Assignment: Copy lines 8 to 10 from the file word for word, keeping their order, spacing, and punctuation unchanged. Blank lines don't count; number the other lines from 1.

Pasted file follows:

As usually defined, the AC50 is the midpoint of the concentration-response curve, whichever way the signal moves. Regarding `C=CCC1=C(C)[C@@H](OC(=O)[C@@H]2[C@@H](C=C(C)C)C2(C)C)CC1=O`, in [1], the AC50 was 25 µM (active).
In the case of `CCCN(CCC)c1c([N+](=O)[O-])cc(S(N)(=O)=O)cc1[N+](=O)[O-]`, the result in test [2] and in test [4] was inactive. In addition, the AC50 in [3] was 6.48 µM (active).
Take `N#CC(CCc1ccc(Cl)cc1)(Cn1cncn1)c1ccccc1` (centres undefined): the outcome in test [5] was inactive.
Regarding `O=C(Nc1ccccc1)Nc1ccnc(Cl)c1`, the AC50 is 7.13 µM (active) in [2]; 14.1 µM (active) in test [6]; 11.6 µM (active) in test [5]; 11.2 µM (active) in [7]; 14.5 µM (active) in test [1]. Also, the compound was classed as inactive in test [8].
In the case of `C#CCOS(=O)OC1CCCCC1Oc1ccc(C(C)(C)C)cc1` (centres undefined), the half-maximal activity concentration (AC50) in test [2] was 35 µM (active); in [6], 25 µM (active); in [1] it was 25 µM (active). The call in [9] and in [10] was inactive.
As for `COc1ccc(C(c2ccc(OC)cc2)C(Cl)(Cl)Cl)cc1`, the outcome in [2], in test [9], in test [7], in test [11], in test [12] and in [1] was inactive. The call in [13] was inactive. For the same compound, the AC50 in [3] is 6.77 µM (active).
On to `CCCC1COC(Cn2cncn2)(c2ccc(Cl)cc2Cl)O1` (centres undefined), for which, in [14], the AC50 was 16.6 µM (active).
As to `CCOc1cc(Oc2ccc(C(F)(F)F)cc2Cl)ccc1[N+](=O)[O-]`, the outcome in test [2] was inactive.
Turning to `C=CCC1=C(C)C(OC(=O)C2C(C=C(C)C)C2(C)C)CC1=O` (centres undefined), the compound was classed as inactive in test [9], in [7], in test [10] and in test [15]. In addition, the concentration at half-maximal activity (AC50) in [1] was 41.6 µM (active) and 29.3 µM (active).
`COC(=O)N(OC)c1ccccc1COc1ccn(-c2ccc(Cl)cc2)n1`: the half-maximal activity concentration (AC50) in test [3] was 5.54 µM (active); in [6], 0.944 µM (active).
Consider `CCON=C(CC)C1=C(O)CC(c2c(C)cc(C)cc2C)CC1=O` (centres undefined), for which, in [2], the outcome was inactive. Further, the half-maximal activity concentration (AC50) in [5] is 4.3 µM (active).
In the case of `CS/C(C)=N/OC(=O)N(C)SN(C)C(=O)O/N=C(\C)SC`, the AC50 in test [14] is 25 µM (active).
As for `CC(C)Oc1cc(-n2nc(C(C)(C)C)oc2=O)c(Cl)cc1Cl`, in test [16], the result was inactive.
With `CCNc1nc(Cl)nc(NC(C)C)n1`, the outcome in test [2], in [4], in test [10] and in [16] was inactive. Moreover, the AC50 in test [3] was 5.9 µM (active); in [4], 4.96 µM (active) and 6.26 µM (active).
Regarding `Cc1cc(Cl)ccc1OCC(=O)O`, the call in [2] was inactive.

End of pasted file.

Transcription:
As to `CCOc1cc(Oc2ccc(C(F)(F)F)cc2Cl)ccc1[N+](=O)[O-]`, the outcome in test [2] was inactive.
Turning to `C=CCC1=C(C)C(OC(=O)C2C(C=C(C)C)C2(C)C)CC1=O` (centres undefined), the compound was classed as inactive in test [9], in [7], in test [10] and in test [15]. In addition, the concentration at half-maximal activity (AC50) in [1] was 41.6 µM (active) and 29.3 µM (active).
`COC(=O)N(OC)c1ccccc1COc1ccn(-c2ccc(Cl)cc2)n1`: the half-maximal activity concentration (AC50) in test [3] was 5.54 µM (active); in [6], 0.944 µM (active).